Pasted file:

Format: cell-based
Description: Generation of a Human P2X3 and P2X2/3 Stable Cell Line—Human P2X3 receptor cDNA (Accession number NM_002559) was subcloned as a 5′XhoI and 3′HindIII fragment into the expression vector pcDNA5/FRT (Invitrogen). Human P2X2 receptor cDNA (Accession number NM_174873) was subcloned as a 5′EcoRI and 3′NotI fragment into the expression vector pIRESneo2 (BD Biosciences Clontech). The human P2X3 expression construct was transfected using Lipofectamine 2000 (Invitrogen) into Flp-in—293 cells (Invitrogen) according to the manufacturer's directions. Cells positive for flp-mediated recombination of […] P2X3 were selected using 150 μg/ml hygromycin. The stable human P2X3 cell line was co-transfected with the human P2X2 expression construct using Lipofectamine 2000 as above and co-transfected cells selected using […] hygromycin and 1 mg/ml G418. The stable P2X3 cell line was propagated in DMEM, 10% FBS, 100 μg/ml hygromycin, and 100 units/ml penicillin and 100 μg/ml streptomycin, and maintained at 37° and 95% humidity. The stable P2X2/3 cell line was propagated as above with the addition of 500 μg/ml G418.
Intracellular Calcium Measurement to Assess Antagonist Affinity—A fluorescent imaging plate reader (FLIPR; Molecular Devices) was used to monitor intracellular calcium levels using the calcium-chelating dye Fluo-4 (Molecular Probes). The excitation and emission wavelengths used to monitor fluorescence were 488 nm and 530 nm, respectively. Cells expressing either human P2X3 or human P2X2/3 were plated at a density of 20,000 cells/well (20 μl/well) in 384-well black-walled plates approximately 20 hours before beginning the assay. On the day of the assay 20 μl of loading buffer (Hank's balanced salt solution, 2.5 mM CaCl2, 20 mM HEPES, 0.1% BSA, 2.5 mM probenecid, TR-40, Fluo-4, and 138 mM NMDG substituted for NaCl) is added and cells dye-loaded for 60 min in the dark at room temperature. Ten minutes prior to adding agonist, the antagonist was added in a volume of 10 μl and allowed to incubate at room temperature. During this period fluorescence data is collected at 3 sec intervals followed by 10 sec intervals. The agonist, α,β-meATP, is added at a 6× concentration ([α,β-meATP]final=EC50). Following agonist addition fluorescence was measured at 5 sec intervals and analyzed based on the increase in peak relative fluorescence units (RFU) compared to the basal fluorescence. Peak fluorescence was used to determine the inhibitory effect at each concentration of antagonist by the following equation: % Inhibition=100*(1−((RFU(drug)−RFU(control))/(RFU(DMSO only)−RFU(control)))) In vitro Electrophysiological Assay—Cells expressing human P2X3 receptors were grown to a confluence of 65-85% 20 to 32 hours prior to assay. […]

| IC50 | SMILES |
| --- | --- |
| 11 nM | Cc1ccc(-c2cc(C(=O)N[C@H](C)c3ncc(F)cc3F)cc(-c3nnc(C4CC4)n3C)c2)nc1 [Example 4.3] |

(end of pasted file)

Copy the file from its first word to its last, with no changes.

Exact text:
Format: cell-based
Description: Generation of a Human P2X3 and P2X2/3 Stable Cell Line—Human P2X3 receptor cDNA (Accession number NM_002559) was subcloned as a 5′XhoI and 3′HindIII fragment into the expression vector pcDNA5/FRT (Invitrogen). Human P2X2 receptor cDNA (Accession number NM_174873) was subcloned as a 5′EcoRI and 3′NotI fragment into the expression vector pIRESneo2 (BD Biosciences Clontech). The human P2X3 expression construct was transfected using Lipofectamine 2000 (Invitrogen) into Flp-in—293 cells (Invitrogen) according to the manufacturer's directions. Cells positive for flp-mediated recombination of […] P2X3 were selected using 150 μg/ml hygromycin. The stable human P2X3 cell line was co-transfected with the human P2X2 expression construct using Lipofectamine 2000 as above and co-transfected cells selected using […] hygromycin and 1 mg/ml G418. The stable P2X3 cell line was propagated in DMEM, 10% FBS, 100 μg/ml hygromycin, and 100 units/ml penicillin and 100 μg/ml streptomycin, and maintained at 37° and 95% humidity. The stable P2X2/3 cell line was propagated as above with the addition of 500 μg/ml G418.
Intracellular Calcium Measurement to Assess Antagonist Affinity—A fluorescent imaging plate reader (FLIPR; Molecular Devices) was used to monitor intracellular calcium levels using the calcium-chelating dye Fluo-4 (Molecular Probes). The excitation and emission wavelengths used to monitor fluorescence were 488 nm and 530 nm, respectively. Cells expressing either human P2X3 or human P2X2/3 were plated at a density of 20,000 cells/well (20 μl/well) in 384-well black-walled plates approximately 20 hours before beginning the assay. On the day of the assay 20 μl of loading buffer (Hank's balanced salt solution, 2.5 mM CaCl2, 20 mM HEPES, 0.1% BSA, 2.5 mM probenecid, TR-40, Fluo-4, and 138 mM NMDG substituted for NaCl) is added and cells dye-loaded for 60 min in the dark at room temperature. Ten minutes prior to adding agonist, the antagonist was added in a volume of 10 μl and allowed to incubate at room temperature. During this period fluorescence data is collected at 3 sec intervals followed by 10 sec intervals. The agonist, α,β-meATP, is added at a 6× concentration ([α,β-meATP]final=EC50). Following agonist addition fluorescence was measured at 5 sec intervals and analyzed based on the increase in peak relative fluorescence units (RFU) compared to the basal fluorescence. Peak fluorescence was used to determine the inhibitory effect at each concentration of antagonist by the following equation: % Inhibition=100*(1−((RFU(drug)−RFU(control))/(RFU(DMSO only)−RFU(control)))) In vitro Electrophysiological Assay—Cells expressing human P2X3 receptors were grown to a confluence of 65-85% 20 to 32 hours prior to assay. […]

| IC50 | SMILES |
| --- | --- |
| 11 nM | Cc1ccc(-c2cc(C(=O)N[C@H](C)c3ncc(F)cc3F)cc(-c3nnc(C4CC4)n3C)c2)nc1 [Example 4.3] |